If there’s a leak…find it and fix it.

If it’s burning oil then either rebuild it…get a new vehicle…or live with it.

I also have to ask…do you change your oil regularly? The camry engine is an extremely durable engine. Very very few show this sign of wear with so few miles on them.


#4

If the car is really burning oil, not leaking, I would just keep driving it since it has a lot of life left in it. This is by far your most economical option, since the car is worth very little on a trade.

If it is leaking oil, and a competent mechanic confirms this, I would cost out the fix. If too high, just keep driving and adding oil.

In your case, the least expensive oil by the case is the best option. Walmart will be your best friend.


#5

Does your state have annual vehicle inspections? Will a oil leak cause you to fail? This is a European thing they will fail your car for a oil leak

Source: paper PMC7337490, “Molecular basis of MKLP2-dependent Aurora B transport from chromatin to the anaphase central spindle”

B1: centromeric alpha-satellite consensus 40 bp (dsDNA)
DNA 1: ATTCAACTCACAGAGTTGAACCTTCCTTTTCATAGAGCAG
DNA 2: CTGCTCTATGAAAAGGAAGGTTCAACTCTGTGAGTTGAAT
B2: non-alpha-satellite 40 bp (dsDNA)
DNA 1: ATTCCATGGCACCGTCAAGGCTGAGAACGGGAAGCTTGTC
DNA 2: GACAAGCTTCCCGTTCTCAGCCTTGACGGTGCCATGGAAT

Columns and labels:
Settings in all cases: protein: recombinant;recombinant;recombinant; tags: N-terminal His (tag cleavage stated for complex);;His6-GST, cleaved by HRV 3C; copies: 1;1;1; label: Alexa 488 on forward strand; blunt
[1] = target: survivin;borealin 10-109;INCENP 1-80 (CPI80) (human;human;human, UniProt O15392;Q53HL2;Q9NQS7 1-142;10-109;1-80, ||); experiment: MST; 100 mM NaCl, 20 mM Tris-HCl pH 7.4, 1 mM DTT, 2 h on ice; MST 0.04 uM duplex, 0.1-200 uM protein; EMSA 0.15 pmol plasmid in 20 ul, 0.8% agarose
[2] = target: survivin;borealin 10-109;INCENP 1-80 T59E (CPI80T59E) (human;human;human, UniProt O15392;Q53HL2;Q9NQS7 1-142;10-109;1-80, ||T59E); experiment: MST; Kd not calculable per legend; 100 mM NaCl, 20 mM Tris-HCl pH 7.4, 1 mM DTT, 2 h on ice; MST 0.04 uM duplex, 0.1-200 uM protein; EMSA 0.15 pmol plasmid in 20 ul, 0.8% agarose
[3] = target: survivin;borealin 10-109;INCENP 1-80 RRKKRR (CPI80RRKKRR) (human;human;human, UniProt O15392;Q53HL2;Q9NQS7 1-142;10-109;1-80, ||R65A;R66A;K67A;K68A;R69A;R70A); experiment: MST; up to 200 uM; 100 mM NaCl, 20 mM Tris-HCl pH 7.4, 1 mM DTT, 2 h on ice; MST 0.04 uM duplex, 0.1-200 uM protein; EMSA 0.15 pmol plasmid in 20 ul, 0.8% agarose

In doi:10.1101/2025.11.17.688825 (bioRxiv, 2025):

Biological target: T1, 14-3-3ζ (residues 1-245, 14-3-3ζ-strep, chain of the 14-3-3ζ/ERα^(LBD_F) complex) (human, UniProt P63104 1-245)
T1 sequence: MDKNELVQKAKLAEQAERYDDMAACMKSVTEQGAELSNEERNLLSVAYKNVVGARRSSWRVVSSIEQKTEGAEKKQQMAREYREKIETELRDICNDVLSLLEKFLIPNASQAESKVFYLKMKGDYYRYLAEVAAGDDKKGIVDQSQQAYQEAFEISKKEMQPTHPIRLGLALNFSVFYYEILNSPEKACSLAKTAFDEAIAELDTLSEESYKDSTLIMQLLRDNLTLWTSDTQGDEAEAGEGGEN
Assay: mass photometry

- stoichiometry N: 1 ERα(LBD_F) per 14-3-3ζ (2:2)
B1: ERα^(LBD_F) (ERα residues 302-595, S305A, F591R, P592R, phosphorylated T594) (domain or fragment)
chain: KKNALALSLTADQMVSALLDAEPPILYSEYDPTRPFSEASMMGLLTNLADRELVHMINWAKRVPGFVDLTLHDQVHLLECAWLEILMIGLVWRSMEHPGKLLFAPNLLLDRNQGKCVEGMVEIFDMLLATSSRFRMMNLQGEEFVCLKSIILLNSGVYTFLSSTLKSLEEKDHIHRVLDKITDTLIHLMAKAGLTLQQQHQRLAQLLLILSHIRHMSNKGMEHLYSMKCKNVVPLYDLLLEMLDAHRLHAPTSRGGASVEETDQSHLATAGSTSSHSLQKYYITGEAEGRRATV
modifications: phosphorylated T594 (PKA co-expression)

#6

a cheap alternative to try might be a high mileage oil. I know high mileage oil sounds like a gimmick but i have actually seen cars really improve on the amount of oil they burn/leak after switching to a high mileage oil.


#7

Will a oil leak cause you to fail?

I don’t know of ANY state that fails you for an oil leak…MAYBE if the leak is bad enough and it’s leaking on the hot exhaust manifold or catalytic converter it might become a safety issue.


#8

With over 20+ years of Import Experience I’d say that the oil is leaking from either the oil pump cover gasket or cam or crank seals, if it was burning it you’d see blueish grey smoke on either start up or after its heated up, often time the oil pan looks like its leaking but its actually the oil pump cover, good luck